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5 Tips for Gracefully Accepting Constructive Criticism Performance feedback, especially the negative kind, is an invaluable gift. No, really.

By Jacqueline Whitmore Edited by Dan Bova

Opinions expressed by Entrepreneur contributors are their own.

Andrew Rich Photography

It's no secret that most people don't like having their flaws pointed out to them. But the fact is that other people often see our shortcomings more clearly than we do.

Related: Inspire Performance by Providing Optimum Feedback

And just as sharks need to keep swimming in order to breathe, entrepreneurs need to keep learning and developing both personally and professionally to improve their performance and grow their businesses. That makes feedback, especially the negative kind, an invaluable gift, provided you're able to accept it gracefully.

Here are five tips to help you make the most of your colleagues' and clients' feedback:

1. Don't take it personally.

Constructive criticism is not an insult or a reflection on who you are as a person. It's merely someone's observations about his or her interactions with you in a business context. Whether the person is well-meaning or just being mean-spirited doesn't really matter. Respond respectfully as though your critic's intentions are good, and come from a place of gratitude for the information.

After all, you're smart and savvy enough to determine how valid the feedback is and what to do about it.

2. Ask for specifics.

Many people are just as uncomfortable giving constructive feedback as they are getting it and therefore dance around the issue, trying to be as gentle and polite as possible. That's fine for easing into the process of sharing personal opinions, but you'll probably need more details to get to the heart of the matter. Demonstrate with your words and manner that you're sincerely open to feedback, and people will tell you what you really need to know.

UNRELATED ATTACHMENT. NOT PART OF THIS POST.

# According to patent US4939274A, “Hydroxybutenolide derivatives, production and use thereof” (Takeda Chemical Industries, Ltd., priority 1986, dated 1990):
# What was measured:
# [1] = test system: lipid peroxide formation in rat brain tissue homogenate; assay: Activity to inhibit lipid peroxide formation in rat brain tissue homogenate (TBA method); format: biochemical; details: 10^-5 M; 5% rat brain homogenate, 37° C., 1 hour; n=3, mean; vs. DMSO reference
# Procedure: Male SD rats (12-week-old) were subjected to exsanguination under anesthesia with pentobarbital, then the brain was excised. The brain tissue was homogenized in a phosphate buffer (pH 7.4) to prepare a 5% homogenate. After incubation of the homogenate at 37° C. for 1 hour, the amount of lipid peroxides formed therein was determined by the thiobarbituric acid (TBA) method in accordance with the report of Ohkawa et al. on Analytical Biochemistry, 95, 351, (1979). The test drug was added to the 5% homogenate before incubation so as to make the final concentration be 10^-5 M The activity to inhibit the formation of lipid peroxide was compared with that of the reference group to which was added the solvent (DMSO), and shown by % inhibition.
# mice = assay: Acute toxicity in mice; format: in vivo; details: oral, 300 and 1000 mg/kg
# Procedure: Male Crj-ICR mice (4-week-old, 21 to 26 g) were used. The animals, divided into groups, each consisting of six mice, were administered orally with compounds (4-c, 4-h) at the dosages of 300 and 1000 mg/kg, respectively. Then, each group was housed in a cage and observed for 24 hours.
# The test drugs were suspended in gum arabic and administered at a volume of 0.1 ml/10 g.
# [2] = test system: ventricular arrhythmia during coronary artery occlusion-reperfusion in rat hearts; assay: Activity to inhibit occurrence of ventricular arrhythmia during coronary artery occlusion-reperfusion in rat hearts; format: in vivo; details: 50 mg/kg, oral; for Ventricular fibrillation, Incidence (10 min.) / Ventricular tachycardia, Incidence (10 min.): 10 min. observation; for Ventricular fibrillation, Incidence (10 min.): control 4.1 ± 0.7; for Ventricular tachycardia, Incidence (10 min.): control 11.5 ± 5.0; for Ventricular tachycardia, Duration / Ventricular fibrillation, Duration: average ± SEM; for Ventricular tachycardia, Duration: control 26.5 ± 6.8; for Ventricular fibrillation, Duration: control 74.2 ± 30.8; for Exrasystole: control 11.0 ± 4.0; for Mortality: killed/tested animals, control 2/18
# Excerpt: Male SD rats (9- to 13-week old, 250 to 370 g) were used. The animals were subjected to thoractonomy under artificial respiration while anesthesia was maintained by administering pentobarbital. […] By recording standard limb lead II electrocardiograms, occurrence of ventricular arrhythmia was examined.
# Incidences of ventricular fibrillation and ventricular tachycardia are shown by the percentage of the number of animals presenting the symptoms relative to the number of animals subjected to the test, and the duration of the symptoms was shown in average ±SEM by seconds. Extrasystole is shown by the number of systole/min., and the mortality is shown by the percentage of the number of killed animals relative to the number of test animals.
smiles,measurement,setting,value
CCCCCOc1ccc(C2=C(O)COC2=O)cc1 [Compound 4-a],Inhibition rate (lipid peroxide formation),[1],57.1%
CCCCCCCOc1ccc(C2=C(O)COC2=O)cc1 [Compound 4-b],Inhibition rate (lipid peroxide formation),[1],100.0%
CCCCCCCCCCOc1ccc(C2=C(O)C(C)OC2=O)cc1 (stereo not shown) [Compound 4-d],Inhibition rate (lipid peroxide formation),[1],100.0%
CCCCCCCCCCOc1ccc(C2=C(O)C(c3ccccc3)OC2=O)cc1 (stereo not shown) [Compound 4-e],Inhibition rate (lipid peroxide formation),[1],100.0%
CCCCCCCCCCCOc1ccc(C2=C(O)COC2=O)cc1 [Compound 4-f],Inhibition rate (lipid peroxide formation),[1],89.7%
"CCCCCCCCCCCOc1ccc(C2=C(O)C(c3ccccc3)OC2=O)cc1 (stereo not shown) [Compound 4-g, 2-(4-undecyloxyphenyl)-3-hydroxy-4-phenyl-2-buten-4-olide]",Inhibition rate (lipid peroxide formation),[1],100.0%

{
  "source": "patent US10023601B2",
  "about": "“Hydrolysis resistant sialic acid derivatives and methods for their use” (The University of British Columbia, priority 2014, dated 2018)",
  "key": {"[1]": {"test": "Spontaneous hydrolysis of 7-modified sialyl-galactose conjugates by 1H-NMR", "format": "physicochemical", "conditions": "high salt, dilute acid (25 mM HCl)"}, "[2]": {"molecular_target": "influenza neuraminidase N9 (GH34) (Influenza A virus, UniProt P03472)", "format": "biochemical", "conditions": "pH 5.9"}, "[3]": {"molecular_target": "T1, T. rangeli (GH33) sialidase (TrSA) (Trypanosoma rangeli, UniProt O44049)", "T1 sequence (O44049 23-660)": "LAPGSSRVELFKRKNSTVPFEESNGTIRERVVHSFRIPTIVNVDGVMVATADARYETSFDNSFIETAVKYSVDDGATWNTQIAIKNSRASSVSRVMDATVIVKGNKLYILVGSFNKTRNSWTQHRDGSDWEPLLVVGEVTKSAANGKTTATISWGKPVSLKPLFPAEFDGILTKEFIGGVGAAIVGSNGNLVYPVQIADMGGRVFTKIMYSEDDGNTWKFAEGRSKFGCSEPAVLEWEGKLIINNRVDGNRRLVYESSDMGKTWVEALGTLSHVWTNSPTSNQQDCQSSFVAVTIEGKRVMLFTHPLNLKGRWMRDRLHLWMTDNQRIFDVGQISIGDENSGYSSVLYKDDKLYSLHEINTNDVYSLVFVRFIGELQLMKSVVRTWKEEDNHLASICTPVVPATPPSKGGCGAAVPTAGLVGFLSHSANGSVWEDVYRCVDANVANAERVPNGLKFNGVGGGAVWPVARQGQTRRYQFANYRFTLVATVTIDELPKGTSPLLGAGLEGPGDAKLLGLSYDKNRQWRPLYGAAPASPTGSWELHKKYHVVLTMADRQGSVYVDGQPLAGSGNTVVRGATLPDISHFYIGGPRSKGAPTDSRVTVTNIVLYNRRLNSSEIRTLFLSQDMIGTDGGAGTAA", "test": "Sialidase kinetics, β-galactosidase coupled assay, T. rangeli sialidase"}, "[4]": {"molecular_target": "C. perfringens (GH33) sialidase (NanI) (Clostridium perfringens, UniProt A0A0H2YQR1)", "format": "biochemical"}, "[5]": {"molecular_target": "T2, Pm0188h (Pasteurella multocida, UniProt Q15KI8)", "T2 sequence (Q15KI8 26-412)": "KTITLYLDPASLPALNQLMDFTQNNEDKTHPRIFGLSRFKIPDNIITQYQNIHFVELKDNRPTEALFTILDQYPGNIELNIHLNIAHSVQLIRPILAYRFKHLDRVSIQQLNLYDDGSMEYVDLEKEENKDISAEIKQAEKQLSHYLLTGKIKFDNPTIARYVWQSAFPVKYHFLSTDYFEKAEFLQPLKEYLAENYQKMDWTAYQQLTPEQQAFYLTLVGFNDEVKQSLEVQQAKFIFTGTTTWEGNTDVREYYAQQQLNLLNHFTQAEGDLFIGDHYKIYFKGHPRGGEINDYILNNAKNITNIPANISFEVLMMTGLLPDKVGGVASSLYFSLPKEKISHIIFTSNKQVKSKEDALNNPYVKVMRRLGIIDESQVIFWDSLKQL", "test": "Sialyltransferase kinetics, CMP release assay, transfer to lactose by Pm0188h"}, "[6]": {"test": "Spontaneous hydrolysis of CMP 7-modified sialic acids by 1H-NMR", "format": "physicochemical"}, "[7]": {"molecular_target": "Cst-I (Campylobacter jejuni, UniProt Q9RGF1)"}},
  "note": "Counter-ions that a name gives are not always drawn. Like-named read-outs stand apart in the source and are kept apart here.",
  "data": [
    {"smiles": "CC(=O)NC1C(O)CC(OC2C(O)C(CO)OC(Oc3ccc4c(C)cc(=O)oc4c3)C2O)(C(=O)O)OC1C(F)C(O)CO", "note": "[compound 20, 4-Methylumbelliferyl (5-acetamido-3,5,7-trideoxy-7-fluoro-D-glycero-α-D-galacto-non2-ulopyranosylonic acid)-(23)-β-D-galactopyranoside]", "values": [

3. Solicit help.

A sure-fire way to show that you're seriously interested in people's feedback is to ask their advice about how you can improve your performance. Say something like, "I've been thinking about this myself, and really want to do better in the future. Do you have any suggestions for how I can improve?" When you candidly acknowledge your deficiencies and solicit advice, you show your strength, and people may well respond with helpful counsel.

Related: Cultivate These 8 Habits to Achieve Peak Performance in Life and Business

4. Share your progress.

If you respect the person who gave you the constructive criticism, you'll take the advice seriously and actively work on improving your performance in that area. Share your progress with the individual who shared the feedback and show that you heard his or her concerns and are willing to actively take steps to improve your performance. You can prove this, first, by doing better at whatever was critiqued, but also by updating people on what you've done in response to their feedback.

5. Be a feedback mirror.

When someone shares constructive criticism with you, this individual makes himself or herself vulnerable to criticism. That may be why people are so rarely honest about what they really think of others. People know they have their own faults, but may feel exposed having them pointed out. Offer yourself as a partner in self-improvement by telling others that their feedback is valuable and that you are happy to return the favor.

Nobody's perfect. From time to time, we all need others to let us know when we aren't measuring up to our potential. So, constructive criticism, negative feedback or whatever you want to call it is essential to everyone's self-development. Be an agent of change in this area, and you'll be rewarded with useful information and better business relations.

Related: What Are Performance Reviews Really About?

Jacqueline Whitmore

Author, Business Etiquette Expert and Founder of The Protocol School of Palm Beach

Jacqueline Whitmore is an etiquette expert and founder of the Protocol School of Palm Beach in Palm Beach, Fla. She is the author of Poised for Success: Mastering the Four Qualities That Distinguish Outstanding Professionals (St. Martin's Press, 2011) and Business Class: Etiquette Essentials for Success at Work (St. Martin's Press, 2005).

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